Special to The Washington Post
In today’s real–time real estate market, it makes sense for experienced to first-time buyers to carefully weigh contract options and develop contingency plans with their realtors long before it’s time to go to settlement. In addition, home sellers have to keep a keen eye on the process as this is clearly not a version of the “don’t ask, don’t tell” laissez-faire approach taken in the past.
Here are some top contract trends and contingency plans for keeping your home sale on track.
1. Trend: Buying and selling a short sale.
As lenders get more aggressive to remove non-performing assets from their balance sheets, we’ve seen a sizable increase in what’s called a “short sale” -- a transaction in which the proceeds from sale do not meet all of the liens (from mortgages to lines of credit to other legal obligations) recorded against the property title.
With so many homeowners finding themselves in short sale territory (also known as being “underwater”) on their mortgages, many banks have decided that selling the property at a moderate loss is less costly and more rapid than foreclosure, as well as better for the local real estate market. Because the buyer, seller and bank must all agree to acceptable terms – which are often run through a lender’s lagging loss mitigation department – short sale contracts require many levels of approval and may take a long time. One key point here: Remain patient as each lender’s policies and their processing times will likely differ.
Contingency: If you are interested in purchasing a short sale, make sure you do your homework to better understand the ebbs and flows of the process. Make certain you’re comfortable with the timelines and flexibility required. And if you’re focused solely on the short sale approach, ask your agent to see similar properties.
These contracts can be notorious for falling through due to the multiple layers of approvals and new lender requirements so a good back up plan would be to your benefit. This is yet another reason why hiring a real estate professional makes total sense as their skills and contacts can be called upon to help navigate the short-sale jungle.
2. Trend: Default Clause Negotiations.
Default clauses — specific contract sections that define obligations of both the buyer and seller -- were mostly boilerplate additions or the province of litigious commercial real estate contracts in the “go-go” years of real estate. Today, residential buyers and sellers aare paying close attention to contract language, especially as it pertains to earnest money deposits in the event that a deal falls through.
Contingency: Work with your real estate professional and, as applicable, a real estate attorney to ensure that you fully understand your financial obligations if a deal does go south, and work with your real estate professional to negotiate reasonable terms based on your commitment to the property.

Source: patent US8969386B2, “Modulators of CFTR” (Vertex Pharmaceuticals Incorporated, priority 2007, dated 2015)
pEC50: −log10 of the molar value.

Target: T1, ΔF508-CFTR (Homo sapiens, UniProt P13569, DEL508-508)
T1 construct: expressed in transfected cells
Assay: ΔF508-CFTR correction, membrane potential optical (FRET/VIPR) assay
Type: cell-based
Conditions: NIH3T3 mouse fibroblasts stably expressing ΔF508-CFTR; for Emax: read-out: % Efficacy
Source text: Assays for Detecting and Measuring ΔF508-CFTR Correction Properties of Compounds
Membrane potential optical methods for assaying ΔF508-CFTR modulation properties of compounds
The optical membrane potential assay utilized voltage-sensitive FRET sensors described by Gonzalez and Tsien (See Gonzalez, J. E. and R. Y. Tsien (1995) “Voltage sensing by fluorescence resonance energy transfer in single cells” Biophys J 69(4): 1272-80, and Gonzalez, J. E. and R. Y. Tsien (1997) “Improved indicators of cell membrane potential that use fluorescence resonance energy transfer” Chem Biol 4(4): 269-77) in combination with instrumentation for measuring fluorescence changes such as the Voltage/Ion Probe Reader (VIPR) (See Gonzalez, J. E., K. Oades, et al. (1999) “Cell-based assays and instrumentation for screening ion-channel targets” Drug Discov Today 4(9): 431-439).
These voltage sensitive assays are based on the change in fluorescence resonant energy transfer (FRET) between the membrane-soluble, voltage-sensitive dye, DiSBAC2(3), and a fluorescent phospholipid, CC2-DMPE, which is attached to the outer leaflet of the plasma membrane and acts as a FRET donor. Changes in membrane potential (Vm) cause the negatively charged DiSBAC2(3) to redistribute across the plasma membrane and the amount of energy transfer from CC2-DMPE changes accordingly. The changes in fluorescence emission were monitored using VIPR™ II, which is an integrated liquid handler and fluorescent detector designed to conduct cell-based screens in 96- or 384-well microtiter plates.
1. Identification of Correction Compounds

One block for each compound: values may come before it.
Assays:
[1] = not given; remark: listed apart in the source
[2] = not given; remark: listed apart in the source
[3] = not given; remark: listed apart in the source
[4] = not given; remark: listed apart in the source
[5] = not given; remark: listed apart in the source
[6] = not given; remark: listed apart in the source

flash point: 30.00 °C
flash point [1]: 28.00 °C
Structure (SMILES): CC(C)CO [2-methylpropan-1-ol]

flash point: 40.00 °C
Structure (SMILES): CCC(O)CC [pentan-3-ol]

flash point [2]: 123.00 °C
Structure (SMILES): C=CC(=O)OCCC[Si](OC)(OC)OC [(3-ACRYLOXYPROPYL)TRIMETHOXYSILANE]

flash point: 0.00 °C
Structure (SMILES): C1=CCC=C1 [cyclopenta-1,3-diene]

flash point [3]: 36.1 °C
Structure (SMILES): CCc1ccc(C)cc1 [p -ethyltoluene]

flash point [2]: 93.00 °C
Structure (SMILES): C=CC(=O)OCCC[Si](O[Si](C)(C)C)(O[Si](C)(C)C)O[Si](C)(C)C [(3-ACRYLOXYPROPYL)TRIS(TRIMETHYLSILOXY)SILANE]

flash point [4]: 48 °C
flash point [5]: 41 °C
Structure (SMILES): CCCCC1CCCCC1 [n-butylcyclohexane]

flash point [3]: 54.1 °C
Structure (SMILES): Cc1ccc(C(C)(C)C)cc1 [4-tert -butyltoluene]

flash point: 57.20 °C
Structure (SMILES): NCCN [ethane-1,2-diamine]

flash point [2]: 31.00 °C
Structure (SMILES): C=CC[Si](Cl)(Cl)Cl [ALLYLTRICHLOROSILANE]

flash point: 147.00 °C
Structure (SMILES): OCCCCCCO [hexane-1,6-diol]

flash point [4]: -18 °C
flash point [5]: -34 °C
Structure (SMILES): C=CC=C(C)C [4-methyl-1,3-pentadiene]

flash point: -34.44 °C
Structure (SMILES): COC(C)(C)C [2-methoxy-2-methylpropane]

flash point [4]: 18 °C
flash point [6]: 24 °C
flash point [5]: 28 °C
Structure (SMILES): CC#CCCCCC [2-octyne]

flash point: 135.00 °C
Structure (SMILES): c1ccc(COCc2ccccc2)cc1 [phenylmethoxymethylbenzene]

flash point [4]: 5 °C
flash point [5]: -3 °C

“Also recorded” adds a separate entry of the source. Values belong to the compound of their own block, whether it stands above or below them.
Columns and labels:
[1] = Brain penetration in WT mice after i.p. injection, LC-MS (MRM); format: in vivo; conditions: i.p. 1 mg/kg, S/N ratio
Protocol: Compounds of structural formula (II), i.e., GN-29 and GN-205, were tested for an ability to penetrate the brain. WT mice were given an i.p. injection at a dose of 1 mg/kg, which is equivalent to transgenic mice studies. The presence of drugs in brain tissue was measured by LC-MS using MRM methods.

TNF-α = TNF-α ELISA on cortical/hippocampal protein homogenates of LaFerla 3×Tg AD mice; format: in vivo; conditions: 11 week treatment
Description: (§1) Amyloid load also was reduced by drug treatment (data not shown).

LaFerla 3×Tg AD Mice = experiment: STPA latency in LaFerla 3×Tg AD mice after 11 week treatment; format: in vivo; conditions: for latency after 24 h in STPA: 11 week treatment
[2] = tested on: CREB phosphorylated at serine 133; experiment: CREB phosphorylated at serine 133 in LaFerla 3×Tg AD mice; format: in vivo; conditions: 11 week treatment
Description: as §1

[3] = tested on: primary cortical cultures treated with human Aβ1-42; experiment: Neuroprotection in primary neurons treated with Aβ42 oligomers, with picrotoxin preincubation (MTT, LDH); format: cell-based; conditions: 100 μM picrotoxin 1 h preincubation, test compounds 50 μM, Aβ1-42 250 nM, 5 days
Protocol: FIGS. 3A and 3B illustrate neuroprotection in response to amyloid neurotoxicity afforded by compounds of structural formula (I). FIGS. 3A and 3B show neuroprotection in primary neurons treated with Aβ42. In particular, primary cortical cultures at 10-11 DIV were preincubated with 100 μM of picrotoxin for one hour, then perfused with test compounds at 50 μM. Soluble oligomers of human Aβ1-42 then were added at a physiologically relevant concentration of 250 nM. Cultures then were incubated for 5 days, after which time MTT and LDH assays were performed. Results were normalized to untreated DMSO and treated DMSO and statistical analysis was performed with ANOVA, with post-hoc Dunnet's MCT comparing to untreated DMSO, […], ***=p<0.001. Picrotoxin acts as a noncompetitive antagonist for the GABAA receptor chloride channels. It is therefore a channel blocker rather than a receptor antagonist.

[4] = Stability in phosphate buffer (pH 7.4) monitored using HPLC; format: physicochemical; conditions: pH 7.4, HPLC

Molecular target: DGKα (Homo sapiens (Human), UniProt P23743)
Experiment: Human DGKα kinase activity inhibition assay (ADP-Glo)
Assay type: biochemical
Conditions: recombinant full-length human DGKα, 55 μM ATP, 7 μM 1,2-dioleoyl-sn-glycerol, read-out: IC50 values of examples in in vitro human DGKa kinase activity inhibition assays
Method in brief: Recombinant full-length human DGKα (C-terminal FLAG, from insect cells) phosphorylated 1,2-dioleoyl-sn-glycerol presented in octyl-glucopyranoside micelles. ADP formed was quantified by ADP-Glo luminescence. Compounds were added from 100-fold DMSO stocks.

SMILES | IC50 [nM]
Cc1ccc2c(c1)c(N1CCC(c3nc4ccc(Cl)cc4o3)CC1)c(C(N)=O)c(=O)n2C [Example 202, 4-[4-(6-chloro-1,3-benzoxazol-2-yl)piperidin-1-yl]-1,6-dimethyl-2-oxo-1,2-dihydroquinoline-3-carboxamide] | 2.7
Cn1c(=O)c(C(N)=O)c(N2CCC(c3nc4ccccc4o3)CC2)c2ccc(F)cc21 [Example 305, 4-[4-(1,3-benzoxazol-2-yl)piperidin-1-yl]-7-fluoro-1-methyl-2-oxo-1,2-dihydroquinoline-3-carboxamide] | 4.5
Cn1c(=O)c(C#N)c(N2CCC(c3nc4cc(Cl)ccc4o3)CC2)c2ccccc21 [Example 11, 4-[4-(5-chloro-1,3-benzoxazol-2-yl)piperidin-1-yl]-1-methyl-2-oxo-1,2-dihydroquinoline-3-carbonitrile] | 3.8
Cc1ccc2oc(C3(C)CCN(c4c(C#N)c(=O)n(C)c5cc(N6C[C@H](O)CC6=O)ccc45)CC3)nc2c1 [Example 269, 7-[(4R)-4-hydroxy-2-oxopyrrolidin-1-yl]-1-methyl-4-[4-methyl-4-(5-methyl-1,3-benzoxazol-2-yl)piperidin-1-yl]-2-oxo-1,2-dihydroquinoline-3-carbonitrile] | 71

3. Trend: Non-Traditional Financing.
As traditional bank loans can sometimes be difficult to procure, home buyers have become creative to bridge the financing gap. A relative or friend (or investor) might provide the down payment, while you might be thinking about taking on extra hours not yet reflected in your income statement to help meet mortgage payments. These complicated arrangements can sometimes break down or run afoul of a lender’s loan underwriting rules regarding borrowed funds for down payments. Lenders typically believe that a buyer’s risk of default is lower if they make sufficient personal financial contributions.
Contingency: First, maintain accurate and organized paperwork to show lenders that you can afford and maintain the home. And take time to think through all the scenarios so that you don’t get in over your head, financially speaking. If you do need bridge or alternative financing, be sure that your real estate attorney and real estate professional are engaged in the drafting and review of these documents.
4. Trend: A Focus on Fixtures.
You may be charmed by chandeliers, window treatments and weathervanes that you assume automatically come with the house, only to find that they were part of the staging process. Tensions can arise if buyers and sellers are unclear about what will stay and what will go when the home changes hands.
Contingency: Decorative fixtures and, depending on local customs, most appliances are considered “realty” and will remain accordingly with the property. To avoid misunderstanding and potential legal hassles, everything should be clearly spelled out in an addendum to the contract. Remember to also address unwanted items in writing, including oil cans, car parts, or backyard debris as environmental rules and regulations are more common these days.
Finding a dream location may cause a potential homeowner to overlook certain aspects of a contract, especially when it may look like boilerplate. Don’t let the gorgeous new kitchen or freshly painted crown molding prevent you from asking questions about the contract process and challenging items you do not agree with or fully understand. The law says “ignorance is not a defense” ... so do your research online, in person and with a real estate professional before settlement – and always have a contingency plan.
Related: Tips for buying and selling in 2012
John L. Heithaus is chief marketing officer at MRIS , the mid-Atlantic region’s multiple listings service. You can follow him on Twitter at@MRIS_CMO.
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